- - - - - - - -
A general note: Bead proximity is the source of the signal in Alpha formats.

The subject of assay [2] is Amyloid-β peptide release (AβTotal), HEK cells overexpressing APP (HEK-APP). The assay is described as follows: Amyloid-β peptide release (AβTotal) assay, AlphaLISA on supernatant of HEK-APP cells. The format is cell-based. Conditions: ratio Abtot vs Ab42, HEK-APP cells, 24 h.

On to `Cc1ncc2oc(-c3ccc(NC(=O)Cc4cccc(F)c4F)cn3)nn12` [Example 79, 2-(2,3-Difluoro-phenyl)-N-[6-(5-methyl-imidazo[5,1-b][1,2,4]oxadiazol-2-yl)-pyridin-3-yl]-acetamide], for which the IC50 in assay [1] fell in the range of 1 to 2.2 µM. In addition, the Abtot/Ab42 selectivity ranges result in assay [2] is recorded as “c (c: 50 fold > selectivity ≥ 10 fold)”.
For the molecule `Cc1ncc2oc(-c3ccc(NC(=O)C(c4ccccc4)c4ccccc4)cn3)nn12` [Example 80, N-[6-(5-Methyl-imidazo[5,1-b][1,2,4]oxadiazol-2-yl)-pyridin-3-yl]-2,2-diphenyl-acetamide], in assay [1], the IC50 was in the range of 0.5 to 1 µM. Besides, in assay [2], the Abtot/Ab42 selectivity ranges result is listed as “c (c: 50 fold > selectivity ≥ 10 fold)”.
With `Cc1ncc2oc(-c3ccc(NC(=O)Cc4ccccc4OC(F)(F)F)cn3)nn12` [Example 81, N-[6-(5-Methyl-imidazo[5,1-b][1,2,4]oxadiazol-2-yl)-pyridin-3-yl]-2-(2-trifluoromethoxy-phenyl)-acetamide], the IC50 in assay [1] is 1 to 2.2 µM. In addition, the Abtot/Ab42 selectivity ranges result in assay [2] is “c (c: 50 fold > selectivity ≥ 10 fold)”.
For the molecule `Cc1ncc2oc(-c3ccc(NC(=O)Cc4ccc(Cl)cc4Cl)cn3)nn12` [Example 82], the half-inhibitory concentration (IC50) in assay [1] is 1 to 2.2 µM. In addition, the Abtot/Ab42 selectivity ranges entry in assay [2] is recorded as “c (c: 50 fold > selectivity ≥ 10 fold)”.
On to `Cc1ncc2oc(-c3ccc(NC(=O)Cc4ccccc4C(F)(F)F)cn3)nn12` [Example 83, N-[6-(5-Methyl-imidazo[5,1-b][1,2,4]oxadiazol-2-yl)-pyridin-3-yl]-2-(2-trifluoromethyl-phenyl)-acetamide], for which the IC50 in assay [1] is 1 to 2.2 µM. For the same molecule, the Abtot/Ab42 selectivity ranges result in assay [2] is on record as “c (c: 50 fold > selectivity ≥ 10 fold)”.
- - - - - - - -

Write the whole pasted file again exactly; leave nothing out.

A general note: Bead proximity is the source of the signal in Alpha formats.

The subject of assay [2] is Amyloid-β peptide release (AβTotal), HEK cells overexpressing APP (HEK-APP). The assay is described as follows: Amyloid-β peptide release (AβTotal) assay, AlphaLISA on supernatant of HEK-APP cells. The format is cell-based. Conditions: ratio Abtot vs Ab42, HEK-APP cells, 24 h.

On to `Cc1ncc2oc(-c3ccc(NC(=O)Cc4cccc(F)c4F)cn3)nn12` [Example 79, 2-(2,3-Difluoro-phenyl)-N-[6-(5-methyl-imidazo[5,1-b][1,2,4]oxadiazol-2-yl)-pyridin-3-yl]-acetamide], for which the IC50 in assay [1] fell in the range of 1 to 2.2 µM. In addition, the Abtot/Ab42 selectivity ranges result in assay [2] is recorded as “c (c: 50 fold > selectivity ≥ 10 fold)”.
For the molecule `Cc1ncc2oc(-c3ccc(NC(=O)C(c4ccccc4)c4ccccc4)cn3)nn12` [Example 80, N-[6-(5-Methyl-imidazo[5,1-b][1,2,4]oxadiazol-2-yl)-pyridin-3-yl]-2,2-diphenyl-acetamide], in assay [1], the IC50 was in the range of 0.5 to 1 µM. Besides, in assay [2], the Abtot/Ab42 selectivity ranges result is listed as “c (c: 50 fold > selectivity ≥ 10 fold)”.
With `Cc1ncc2oc(-c3ccc(NC(=O)Cc4ccccc4OC(F)(F)F)cn3)nn12` [Example 81, N-[6-(5-Methyl-imidazo[5,1-b][1,2,4]oxadiazol-2-yl)-pyridin-3-yl]-2-(2-trifluoromethoxy-phenyl)-acetamide], the IC50 in assay [1] is 1 to 2.2 µM. In addition, the Abtot/Ab42 selectivity ranges result in assay [2] is “c (c: 50 fold > selectivity ≥ 10 fold)”.
For the molecule `Cc1ncc2oc(-c3ccc(NC(=O)Cc4ccc(Cl)cc4Cl)cn3)nn12` [Example 82], the half-inhibitory concentration (IC50) in assay [1] is 1 to 2.2 µM. In addition, the Abtot/Ab42 selectivity ranges entry in assay [2] is recorded as “c (c: 50 fold > selectivity ≥ 10 fold)”.
On to `Cc1ncc2oc(-c3ccc(NC(=O)Cc4ccccc4C(F)(F)F)cn3)nn12` [Example 83, N-[6-(5-Methyl-imidazo[5,1-b][1,2,4]oxadiazol-2-yl)-pyridin-3-yl]-2-(2-trifluoromethyl-phenyl)-acetamide], for which the IC50 in assay [1] is 1 to 2.2 µM. For the same molecule, the Abtot/Ab42 selectivity ranges result in assay [2] is on record as “c (c: 50 fold > selectivity ≥ 10 fold)”.